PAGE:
Clarence C. Ware and Charles R. Plaudo of "The Filthy Thirteen" painting each other's faces on the afternoon of June 5, 1944
James “Jake” McNiece has died. Leader of the 506th Parachute Infantry Regiment's Pathfinders, dubbed "The Filthy Thirteen," McNiece and his men were parachuted into France on the night before D-Day to blow up bridges over the Douve River. McNeice's 18 men destroyed two bridges and controlled a third to prevent German reinforcements from moving into Normandy and to cut off retreating German troops. Sixteen of his men were killed during the 36 days after D-Day, during which they were also tasked with cutting enemy communications and supply lines.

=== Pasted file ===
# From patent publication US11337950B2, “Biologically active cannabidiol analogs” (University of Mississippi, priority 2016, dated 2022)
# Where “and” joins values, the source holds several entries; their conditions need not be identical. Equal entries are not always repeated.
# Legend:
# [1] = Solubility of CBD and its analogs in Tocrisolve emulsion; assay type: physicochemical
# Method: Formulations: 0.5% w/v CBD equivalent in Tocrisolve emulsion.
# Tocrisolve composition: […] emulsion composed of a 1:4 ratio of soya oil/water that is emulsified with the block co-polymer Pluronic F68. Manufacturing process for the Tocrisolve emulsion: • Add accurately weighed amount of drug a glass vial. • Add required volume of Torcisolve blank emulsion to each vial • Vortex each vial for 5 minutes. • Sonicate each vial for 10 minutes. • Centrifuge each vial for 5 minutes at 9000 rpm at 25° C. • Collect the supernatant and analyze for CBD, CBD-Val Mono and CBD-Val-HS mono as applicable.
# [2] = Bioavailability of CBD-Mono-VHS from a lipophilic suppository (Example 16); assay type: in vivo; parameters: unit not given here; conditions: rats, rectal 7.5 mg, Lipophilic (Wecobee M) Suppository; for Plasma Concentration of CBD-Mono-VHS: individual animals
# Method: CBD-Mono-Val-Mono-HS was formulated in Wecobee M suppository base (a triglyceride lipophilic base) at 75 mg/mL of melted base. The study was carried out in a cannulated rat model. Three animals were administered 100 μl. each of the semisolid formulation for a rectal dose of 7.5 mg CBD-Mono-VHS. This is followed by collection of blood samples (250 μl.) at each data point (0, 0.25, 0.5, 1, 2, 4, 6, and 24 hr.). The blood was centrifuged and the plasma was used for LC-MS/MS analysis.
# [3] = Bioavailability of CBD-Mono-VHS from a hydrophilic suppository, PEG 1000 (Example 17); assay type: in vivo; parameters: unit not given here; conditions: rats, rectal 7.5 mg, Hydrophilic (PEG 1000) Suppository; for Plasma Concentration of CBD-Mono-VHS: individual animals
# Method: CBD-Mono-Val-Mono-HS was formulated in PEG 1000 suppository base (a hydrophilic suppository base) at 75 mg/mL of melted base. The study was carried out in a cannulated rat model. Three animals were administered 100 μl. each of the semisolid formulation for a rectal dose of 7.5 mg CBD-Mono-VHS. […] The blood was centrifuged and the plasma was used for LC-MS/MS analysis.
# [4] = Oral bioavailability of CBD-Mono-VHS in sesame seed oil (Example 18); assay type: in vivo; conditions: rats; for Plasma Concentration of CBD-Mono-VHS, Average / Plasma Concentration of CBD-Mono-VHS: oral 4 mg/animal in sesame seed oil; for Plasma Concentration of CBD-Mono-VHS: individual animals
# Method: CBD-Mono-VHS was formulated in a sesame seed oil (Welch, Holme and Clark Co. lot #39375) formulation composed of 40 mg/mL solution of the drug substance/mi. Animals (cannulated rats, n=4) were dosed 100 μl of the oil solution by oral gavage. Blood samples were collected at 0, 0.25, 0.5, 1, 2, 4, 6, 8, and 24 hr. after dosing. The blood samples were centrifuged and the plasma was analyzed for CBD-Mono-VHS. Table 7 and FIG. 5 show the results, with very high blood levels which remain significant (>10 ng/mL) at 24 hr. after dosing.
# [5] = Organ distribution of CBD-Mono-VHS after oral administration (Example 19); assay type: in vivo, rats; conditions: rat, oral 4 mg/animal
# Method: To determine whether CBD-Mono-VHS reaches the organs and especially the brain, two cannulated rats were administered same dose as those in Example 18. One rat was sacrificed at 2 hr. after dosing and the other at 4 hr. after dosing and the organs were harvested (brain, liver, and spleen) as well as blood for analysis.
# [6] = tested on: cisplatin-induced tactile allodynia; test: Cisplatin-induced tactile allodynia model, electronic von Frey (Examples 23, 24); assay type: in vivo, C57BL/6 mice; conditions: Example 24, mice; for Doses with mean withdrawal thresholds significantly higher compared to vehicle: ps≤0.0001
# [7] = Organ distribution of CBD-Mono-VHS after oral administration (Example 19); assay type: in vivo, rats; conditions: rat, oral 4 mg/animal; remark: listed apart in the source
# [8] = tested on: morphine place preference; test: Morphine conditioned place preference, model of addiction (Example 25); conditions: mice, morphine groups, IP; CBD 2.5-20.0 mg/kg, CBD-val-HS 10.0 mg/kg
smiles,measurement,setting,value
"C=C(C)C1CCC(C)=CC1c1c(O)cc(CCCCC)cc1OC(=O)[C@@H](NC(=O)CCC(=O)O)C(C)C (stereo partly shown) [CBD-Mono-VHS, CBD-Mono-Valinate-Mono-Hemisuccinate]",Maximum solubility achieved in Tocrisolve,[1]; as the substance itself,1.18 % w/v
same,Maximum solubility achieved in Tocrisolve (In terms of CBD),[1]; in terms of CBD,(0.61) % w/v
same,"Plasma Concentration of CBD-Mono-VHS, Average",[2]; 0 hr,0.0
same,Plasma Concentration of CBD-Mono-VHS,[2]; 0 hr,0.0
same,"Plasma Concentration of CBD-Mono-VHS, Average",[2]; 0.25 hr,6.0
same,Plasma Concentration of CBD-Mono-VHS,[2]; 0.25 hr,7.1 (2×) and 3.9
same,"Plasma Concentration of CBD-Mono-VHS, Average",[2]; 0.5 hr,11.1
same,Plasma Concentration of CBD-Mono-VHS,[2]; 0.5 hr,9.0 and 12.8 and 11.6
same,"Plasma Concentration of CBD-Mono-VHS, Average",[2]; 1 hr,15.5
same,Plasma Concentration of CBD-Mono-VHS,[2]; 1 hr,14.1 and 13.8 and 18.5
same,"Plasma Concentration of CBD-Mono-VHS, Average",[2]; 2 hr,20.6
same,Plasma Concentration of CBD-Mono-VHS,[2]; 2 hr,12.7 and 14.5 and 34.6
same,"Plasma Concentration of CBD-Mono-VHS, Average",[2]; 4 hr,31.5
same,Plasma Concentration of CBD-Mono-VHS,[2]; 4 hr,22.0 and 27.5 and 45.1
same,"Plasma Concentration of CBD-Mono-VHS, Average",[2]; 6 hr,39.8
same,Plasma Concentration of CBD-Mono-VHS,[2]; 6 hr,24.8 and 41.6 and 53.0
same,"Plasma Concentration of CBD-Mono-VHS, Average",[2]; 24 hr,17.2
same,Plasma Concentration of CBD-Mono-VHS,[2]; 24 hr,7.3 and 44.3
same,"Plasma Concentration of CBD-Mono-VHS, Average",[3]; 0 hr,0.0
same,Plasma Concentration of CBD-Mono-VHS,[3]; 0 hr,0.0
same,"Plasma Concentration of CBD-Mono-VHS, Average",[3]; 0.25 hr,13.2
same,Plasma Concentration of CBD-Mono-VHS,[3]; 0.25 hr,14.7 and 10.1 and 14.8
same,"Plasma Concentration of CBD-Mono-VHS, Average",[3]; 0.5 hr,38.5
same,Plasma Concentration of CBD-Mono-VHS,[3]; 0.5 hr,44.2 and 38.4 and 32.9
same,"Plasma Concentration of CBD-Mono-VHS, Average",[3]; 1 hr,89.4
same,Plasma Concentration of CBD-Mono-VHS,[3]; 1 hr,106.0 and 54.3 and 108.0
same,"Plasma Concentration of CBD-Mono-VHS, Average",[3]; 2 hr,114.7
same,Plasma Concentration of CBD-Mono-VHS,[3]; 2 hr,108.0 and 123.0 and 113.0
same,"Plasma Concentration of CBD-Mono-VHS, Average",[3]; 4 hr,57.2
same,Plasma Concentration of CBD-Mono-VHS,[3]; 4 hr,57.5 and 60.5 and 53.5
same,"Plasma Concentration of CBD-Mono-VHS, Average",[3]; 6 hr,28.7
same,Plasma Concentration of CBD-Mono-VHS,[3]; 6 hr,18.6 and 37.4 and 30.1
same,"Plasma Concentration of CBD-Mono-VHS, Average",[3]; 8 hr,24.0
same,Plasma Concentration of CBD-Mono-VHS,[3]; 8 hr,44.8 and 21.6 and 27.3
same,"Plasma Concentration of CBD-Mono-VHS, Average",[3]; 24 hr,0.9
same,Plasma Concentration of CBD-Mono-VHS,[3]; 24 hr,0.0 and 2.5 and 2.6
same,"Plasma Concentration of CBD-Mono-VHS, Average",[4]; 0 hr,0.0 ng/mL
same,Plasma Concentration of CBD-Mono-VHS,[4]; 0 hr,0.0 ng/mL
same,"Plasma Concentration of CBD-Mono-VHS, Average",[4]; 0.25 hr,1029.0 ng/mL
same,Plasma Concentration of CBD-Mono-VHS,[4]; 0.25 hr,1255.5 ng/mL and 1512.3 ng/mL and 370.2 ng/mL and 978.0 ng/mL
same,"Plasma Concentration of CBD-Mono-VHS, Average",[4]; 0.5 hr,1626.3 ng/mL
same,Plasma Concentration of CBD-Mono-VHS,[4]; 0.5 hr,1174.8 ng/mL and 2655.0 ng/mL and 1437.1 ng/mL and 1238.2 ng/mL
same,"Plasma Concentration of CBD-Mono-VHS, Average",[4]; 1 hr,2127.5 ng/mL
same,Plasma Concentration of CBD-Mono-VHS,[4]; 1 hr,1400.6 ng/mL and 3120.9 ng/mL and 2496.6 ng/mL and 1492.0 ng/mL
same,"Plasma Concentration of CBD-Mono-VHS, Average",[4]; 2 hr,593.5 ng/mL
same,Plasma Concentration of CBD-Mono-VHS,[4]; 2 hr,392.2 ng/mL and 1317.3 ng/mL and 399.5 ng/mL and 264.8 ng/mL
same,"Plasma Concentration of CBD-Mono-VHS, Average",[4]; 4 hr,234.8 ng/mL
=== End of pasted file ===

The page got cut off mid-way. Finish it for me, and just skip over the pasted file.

McNiece never achieved a rank higher than first sergeant because he had trouble with regulations and extending his leaves without permission. He was a sergeant in combat but usually was demoted to private for his behavior between missions.The paratroopers in his squadron often showed a reluctance to follow military regulations and procedures, and his outfit became known as the “Filthy 13.”The D-Day jump was the first of four jumps McNiece made behind enemy lines. Before the mission, he shaved most of his head, leaving a scalp lock that ran down the middle of his head. He joked to his squadron it was an American Indian custom to do that before battle, but he really shaved his head for sanitary reasons to avoid lice, realizing he could spend days without bathing. Most other squadron members shaved their heads also.By dawn on June 6, McNiece and his squad had destroyed their two assigned bridges and had a third wired for detonation. Their orders were to hold the bridge over the (Douve) River and save it if possible so advancing Allied troops and tanks could use it. His men held the bridge for three days until American warplanes swooped down and bombed the structure.In September 1944, McNiece led paratroopers who were dropped near Eindhoven, Holland, to hold key bridges in the liberation of the town the Germans had occupied for five years.After fighting 78 days in Holland . . . He led paratroopers at Bastogne, Belgium, during the Battle of the Bulge. His last jump was Feb. 13, 1945, near Prume, Germany, to resupply Gen. George Patton’s 3rd Army.